I don't find either of those objectives too harsh or too difficult, it's just a matter of doing it. Anyone could get Proving Grounds: Silver within 30 minutes (probably shorter), and as for gems/enchants, it's not hard either. At least try to separate the people who try, and the people who don't give a shit.

  3. #663
    Quote Originally Posted by isride View Post
    What makes you think I'm complaining or that I hate addons? I use a lot and have no real issue with them. However the ability to have addons that warn you that a boss is going to kill you if you stand still means that developers kinda have to develop the game in the knowledge that most people have an addon that tells them that standing still is a bad idea. This means they add things like standing still is bad, but running this direction is worse, i.e. complexity added purely to counter the addons. This leads to a bit of an 'arms race' between encounter design and addon design, every now and then the addons go too far (the whole drawing on the environment thing in wotlk) and the designers have to break the addon but not often.

    The net effect of this is that trying to do normal mode raiding without DBM/bigwigs/etc is beyond the skills and experience of the vast majority of the player base. So they have to have a mode of the game where not having those addons doesn't make you a sitting duck. Is that simple enough now or are you going to completely misunderstand the point again?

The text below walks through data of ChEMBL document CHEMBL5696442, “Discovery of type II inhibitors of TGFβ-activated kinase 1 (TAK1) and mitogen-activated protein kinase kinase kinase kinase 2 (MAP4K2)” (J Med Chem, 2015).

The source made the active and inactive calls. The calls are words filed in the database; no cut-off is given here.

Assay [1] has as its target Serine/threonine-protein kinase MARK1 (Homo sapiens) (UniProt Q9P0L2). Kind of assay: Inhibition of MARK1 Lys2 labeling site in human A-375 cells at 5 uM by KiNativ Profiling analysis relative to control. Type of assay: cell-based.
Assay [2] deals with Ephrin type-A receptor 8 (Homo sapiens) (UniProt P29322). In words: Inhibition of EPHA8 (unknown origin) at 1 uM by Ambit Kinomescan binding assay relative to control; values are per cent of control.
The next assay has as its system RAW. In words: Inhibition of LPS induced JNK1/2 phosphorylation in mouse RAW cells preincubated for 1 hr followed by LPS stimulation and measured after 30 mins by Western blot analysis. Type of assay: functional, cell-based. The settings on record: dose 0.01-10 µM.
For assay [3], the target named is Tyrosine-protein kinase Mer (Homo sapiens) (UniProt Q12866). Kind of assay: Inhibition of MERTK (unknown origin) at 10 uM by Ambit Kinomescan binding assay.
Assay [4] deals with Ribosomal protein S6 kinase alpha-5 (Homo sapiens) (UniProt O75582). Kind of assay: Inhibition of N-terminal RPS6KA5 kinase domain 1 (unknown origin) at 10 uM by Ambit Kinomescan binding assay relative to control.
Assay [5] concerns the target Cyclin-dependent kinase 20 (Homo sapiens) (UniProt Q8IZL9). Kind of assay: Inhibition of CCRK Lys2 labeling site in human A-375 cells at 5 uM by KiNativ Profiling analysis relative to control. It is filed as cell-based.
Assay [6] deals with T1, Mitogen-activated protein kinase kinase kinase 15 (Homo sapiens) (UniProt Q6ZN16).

Actually Blizzard has stated that they have reduced reaction times due to addons giving you an early warning addons, in the past they would show the fire at your feet and give you 3 seconds to get out of it before it would do damage and now the damage starts ticking away immediately to compensate for the warning. You still have to react fast enough as not reacting fast enough causes you to take far more damage than you want to. I am happy for stuff like GTFO because I find that I am looking at stat procs and aura flares to manage my dps rotation to always be paying attention to me feet, I hear my alarm go off and I can get my eyes to the right place so I can react. I still don't always react fast enough so this 'arms race' is a non-issue for me, if I never took damage ever due to the alarm then that would be an issue.

    - - - Updated - - -

    Quote Originally Posted by Zantera View Post
    I don't think LFR should be removed, but they do need to change things. Either remove LFR and make Flex so that you can queue solo, or mix them together to a new form of queue-system.

    The one thing I feel like they need to implement is: A) You need to have completed Proving Grounds: Silver with your character. B) You need to have gemmed/enchanted gear.